Would I purchase the G90/GSOC combo if I were in your shoes? Again, it’s early days, so I don’t feel comfortable making a recommendation call yet. The G90 is, without question, a great value at $450 (often even less) investment. I like it primarily as a field radio, though, and once you add the GSOC to the mix, it’s a little less portable because it’s two units with quite a few interconnect cables. Of course, you can swap the GSOC unit for the G90 control head at any time, but that involves attaching and re-attaching the control head each time (there’s no accessible serial port on the back of the G90, for example)

If you’re a huge fan of the G90, the GSOC should eventually be a worthy addition. At present, for your use as a new ham and for SWLing, I’d perhaps consider other options too.

The Icom IC-7300

The Icom IC-7300 SDR transceiver

Since you’ve raised your budget to $1,000, I’d consider adding the Icom IC-7300 to your list. At present, via Universal Radio you can buy a new IC-7300 for a net price of $1039.95 after rebates. Sometimes, the price will go even lower although during the C-19 pandemic, I think that’s less likely to happen since supplies are lower than normal for many items.

The IC-7300 has better performance specs than the G90 and can output a full 100 watts if you like. The display is touch sensitive rather than capacitive like the GSOC. The display is also much smaller than that of the GSOC. The IC-7300 has a lower noise floor than the G90.

I think the IC-7300 is a great radio for SWLing, but the audio for broadcasts is sort of “flat.” You might check out this post where we did some audio comparisons. It does have native broadcast recording to an SD card, which I love. The GSOC should be adding this soon, too.

I would include the new Icom IC-705 as a recommendation here, too, but it’s $300 over your budget.

A PC-connected SDR and separate transceiver

 

This might be the option I’d take if I were in your shoes.

Get the 20 watt Xiegu G90 ($450) as planned or consider a radio like the 100 watt  Yaesu FT-891 ($640), Both of these radios are general coverage and would serve you well for SWLing and ham radio activities. I’d personally invest the bit extra and get the FT-891 since it would also give you 100 watts output and even has advanced features like memory keying.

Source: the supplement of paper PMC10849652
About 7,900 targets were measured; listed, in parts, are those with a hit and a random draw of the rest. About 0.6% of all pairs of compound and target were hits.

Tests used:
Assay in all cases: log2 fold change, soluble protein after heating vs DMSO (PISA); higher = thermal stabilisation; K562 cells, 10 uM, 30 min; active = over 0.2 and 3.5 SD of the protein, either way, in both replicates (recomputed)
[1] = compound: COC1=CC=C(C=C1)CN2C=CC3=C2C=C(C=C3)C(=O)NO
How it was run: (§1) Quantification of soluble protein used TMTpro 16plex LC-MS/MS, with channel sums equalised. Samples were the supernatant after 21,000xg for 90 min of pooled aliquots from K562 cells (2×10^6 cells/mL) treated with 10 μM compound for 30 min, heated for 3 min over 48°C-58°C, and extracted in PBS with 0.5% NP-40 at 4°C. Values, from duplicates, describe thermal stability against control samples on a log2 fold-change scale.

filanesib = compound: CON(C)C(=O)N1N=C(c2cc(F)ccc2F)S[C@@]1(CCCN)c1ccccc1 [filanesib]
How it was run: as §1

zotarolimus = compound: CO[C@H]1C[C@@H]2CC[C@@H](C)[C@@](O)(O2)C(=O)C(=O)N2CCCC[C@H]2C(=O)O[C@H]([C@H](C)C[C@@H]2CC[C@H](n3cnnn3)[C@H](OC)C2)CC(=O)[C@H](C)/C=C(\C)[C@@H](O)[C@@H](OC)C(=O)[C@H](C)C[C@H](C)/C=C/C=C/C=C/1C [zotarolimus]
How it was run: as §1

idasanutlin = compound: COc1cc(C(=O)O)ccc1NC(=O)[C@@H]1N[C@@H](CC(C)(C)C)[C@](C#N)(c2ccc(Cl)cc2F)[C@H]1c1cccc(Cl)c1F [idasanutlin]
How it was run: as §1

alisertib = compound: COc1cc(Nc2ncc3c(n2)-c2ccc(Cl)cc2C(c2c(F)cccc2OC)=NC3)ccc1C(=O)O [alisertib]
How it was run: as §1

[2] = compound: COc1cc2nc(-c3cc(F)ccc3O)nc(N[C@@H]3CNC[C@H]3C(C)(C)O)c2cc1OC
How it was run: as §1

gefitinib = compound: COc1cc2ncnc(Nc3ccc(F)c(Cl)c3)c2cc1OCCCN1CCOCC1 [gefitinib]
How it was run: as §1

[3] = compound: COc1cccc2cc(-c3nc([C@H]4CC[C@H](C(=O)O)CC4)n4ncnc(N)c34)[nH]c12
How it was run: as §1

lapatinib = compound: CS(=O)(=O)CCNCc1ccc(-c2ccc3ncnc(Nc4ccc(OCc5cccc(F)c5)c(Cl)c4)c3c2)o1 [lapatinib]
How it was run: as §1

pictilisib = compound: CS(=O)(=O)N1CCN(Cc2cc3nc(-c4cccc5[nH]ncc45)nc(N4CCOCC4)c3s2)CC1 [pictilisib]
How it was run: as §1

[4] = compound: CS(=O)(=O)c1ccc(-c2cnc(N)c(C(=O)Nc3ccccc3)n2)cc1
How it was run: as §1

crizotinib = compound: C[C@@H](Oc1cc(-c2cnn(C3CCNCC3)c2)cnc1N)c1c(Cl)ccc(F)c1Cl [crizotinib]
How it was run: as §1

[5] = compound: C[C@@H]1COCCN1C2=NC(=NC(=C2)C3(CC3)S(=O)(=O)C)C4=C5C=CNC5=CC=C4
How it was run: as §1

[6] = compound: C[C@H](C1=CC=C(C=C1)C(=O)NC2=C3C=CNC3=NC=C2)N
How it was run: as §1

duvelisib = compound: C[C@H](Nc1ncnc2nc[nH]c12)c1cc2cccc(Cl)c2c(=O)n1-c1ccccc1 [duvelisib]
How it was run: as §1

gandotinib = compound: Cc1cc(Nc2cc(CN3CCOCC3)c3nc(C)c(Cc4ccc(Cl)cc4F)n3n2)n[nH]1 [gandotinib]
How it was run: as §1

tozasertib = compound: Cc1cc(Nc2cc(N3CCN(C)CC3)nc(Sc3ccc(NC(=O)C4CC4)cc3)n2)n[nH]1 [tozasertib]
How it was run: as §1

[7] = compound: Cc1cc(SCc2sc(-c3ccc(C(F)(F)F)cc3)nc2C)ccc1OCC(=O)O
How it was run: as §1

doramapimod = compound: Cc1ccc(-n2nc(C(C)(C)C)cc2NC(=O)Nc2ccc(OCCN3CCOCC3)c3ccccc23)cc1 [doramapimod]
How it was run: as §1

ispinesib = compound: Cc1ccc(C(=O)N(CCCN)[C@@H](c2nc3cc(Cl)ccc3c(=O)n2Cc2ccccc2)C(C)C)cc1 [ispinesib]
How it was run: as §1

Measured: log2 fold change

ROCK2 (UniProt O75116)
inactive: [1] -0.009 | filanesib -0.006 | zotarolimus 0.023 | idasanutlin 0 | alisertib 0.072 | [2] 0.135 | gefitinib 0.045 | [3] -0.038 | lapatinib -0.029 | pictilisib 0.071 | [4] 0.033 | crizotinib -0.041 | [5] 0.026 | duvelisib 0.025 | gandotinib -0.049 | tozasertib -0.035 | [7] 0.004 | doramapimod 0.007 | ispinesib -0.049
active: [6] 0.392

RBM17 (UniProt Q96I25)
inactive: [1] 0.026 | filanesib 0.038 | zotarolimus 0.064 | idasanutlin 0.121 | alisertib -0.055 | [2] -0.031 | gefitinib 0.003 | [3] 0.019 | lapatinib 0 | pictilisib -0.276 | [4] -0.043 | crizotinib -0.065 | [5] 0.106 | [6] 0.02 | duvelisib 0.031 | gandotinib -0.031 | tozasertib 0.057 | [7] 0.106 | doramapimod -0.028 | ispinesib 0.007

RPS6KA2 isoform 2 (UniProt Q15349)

We actually mentioned both radios in a similar post this year.

If you buy the pricier Yaesu FT-891, you’d still have $360 to invest in your shack!

I’d then buy an Airspy HF+ Discovery ($170–my review here) or SDRplay RSPdx ($200–my review here) and get all of the benefits of a PC-connected SDR.

These SDRs would take your SWLing to the next level. They have uncompromised performance for the price.

Both companies continuously improve their products/applications based on customer feedback. Indeed, check out some of our recent posts about SDR# free upgrades. Mind blowing stuff–!!!

You could even use the SDR as a panadapter for your transceiver which would give you the ability to have a full-screen spectrum display on an external monitor at home.

More options?

Of course, these answers only scratch the surface. I haven’t even included used, late model gear in these recommendations.

I’d like to give you a firm recommendation about the GSOC and G90 combo, but I’m waiting to see how this next firmware upgrade goes–early days still.

Post readers: Please comment if you have even more options/suggestions for Tim. What works for you within a $1,000 budget.

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Ivan demonstrates the incredible SDR# Co-Channel Canceller

Many thanks to SWLing Post contributor, Ivan (NO2CW), who shares the following short demo of the new SDR# Co-Channel interference canceller tool:

That is simply amazing!

Readers note: this powerful tool for DXing is a free upgrade for SDR# users!

Click here to read more about the Co-Channel Canceller.

 

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The AirSpy HF+ Discovery and a new era of portable SDR DXing

The following article first appeared in the January 2020 issue of The Spectrum Monitor magazine.


The AirSpy HF+ Discovery and a new era of portable DXing

I admit it: I used to be a bit of an old-fashioned radio curmudgeon. One of those, “I like my radios with knobs and buttons” likely followed by, “…and no other way!”